American candidate Doreen Bogdan-Martin was elected on Thursday as the next director general of the International Telecommunication Union (ITU), amid growing competition among global powers to shape the future of internet governance.
Bogdan-Martin, the current director of the Telecommunications Development Office at ITU, was elected by member states in a secret ballot held at the agency’s Plenipotentiary Conference in Bucharest, Romania, beating Russian candidate Rashid Ismailov.
She will take the helm on 1 January 2023, succeeding the organisation’s current boss, the Chinese Houlin Zhao, and becoming the first female chief of the ITU.
“The world is facing significant challenges – escalating conflicts, a climate crisis, food security, gender inequalities, and 2.7 billion people with no access to the Internet,” Bogdan-Martin, said after the vote.
“I believe we, the ITU and our members, have an opportunity to make a transformational contribution. Continuous innovation can and will be a key enabler to facilitate resolution of many of these issues.”
Tomas Lamanauskas of Lithuania was elected as deputy secretary general.
Power play. The race to secure the seat at the obscure UN technical body was more than an ordinary election. It comes against a backdrop of growing concern about the future of internet governance, with many experts worried about attempts by many governments to impose controls and restrict citizens’ access to the Internet.
Bogdan-Martin’s election also follows a long and vigorous campaign by the United States to secure the post and gain more sway in a UN system where China has been gaining ground, with recent election wins at agencies including at the Food and Agriculture Organization (FAO).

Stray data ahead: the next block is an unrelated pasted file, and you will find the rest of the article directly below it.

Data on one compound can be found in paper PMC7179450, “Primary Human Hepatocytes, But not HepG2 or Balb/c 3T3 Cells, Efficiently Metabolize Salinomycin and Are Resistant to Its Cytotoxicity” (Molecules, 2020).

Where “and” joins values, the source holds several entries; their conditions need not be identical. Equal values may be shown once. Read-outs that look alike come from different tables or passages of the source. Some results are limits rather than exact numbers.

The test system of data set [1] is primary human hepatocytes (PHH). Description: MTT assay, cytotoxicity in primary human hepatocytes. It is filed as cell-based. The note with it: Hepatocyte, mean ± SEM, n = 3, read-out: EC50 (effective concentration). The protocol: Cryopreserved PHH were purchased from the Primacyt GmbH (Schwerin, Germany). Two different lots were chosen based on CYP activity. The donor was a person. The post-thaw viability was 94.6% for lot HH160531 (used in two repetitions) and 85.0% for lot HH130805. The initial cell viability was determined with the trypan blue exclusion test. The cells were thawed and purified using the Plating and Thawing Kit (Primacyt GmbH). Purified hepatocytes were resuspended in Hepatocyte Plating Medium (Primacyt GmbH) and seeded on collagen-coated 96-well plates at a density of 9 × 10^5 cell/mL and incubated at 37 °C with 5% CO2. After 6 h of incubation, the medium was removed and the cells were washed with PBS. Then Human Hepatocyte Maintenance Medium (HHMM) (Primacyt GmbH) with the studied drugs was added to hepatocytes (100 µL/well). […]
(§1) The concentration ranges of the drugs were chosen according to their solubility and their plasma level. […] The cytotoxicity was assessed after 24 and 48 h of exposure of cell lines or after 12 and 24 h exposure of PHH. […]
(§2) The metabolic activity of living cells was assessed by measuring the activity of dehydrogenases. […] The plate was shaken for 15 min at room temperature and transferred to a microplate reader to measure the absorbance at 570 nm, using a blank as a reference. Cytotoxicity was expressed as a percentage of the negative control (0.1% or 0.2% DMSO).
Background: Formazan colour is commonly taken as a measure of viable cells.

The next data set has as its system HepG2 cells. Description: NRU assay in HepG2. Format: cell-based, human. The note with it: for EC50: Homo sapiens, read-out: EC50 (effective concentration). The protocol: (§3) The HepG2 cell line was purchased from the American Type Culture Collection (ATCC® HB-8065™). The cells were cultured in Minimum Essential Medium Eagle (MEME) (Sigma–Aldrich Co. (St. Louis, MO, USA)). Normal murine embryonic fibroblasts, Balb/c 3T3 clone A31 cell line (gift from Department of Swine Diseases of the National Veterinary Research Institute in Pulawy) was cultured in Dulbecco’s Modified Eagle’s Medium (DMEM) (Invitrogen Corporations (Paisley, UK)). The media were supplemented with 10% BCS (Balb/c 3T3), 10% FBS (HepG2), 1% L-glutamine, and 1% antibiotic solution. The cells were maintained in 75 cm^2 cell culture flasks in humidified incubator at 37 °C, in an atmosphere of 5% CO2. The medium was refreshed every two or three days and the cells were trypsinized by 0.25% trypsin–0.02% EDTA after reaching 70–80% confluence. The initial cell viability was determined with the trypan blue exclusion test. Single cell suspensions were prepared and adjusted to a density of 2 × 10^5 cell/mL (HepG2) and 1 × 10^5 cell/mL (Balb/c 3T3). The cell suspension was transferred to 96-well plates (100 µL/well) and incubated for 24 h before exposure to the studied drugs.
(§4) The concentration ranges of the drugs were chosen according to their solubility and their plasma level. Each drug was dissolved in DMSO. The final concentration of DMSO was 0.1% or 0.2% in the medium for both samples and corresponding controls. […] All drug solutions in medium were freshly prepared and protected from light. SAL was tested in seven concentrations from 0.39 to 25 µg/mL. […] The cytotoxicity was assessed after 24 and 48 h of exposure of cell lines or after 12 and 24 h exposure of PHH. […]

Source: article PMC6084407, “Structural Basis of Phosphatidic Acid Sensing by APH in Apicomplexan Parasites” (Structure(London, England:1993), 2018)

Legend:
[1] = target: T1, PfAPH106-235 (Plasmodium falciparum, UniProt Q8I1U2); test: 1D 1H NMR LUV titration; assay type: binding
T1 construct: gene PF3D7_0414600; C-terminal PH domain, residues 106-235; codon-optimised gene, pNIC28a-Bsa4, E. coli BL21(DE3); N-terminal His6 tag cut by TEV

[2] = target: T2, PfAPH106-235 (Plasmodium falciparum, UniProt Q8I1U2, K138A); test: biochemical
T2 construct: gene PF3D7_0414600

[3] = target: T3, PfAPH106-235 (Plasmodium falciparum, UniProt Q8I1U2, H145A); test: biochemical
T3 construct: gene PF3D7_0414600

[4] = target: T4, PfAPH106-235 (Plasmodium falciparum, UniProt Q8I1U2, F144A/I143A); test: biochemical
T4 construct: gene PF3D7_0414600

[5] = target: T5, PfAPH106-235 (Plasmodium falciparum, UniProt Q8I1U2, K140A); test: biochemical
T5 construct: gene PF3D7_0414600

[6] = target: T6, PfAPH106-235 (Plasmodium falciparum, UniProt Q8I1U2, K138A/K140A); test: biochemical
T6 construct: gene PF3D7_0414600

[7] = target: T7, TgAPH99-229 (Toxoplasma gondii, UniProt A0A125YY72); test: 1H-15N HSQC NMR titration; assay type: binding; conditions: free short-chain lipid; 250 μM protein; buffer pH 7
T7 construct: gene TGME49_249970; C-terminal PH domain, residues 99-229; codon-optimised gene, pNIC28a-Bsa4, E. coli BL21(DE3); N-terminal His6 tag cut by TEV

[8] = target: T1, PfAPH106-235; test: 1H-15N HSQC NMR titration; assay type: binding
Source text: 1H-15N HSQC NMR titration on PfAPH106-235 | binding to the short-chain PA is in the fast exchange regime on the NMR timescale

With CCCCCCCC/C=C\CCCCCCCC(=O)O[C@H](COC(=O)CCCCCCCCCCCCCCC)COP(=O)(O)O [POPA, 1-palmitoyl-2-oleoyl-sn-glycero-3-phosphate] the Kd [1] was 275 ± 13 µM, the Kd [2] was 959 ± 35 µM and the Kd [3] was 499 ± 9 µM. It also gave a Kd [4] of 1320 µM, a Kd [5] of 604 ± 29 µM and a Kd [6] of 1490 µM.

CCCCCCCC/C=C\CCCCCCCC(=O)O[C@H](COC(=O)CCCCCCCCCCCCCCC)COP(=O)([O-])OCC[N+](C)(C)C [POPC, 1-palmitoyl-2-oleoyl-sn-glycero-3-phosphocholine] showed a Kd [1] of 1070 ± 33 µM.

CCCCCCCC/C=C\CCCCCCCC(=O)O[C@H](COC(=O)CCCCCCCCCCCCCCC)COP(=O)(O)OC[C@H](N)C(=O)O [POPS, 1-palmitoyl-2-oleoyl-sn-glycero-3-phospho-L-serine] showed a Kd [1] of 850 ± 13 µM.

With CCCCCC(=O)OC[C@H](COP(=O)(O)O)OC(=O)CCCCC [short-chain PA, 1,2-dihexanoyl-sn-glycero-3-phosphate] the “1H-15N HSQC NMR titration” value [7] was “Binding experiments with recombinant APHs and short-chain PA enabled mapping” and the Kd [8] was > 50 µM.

Two very different candidates. Ismailov, former deputy minister of Russian telecommunications and currently president of Russian telecoms company Beeline, and Bogdan-Martin, represent opposite views on internet governance, as the media Le Temps points out – authoritarian on the one hand and democratic on the other.
Russia has advocated the idea of increasing sovereign control over the internet – a view also supported by China – and shifting more of the decision-making over how people communicate over the internet to the ITU.
Bogdan-Martin, on her side, has been advocating for a more participative, open internet governance approach, and “universal connectivity to ensure that everyone in the world is digitally empowered”.
Why the ITU matters. The 157-year-old agency, its tower looming over the Place des Nations in Geneva, plays an important role in setting the guidelines for how new cutting-edge technologies are developed, managing the world’s increasingly crowded airwaves, and getting countries to agree on unified standards for the Internet.
It also has a different membership structure compared with other agencies, and counts almost 900 representatives from the IT industry and academia alongside member states.
As Kristen Cordell at the Center for Strategic and International Studies points out: “The future state of the ITU matters immensely for the future of the internet.”
“The legal and regulatory processes encapsulated within the organisation have a profound impact on the type of internet systems, national regulations, and accountability that result,” she said, adding that the development department that Bogdan-Martin led “plays a particularly vital role in supporting multilateral cooperation for fair and open internet governance”.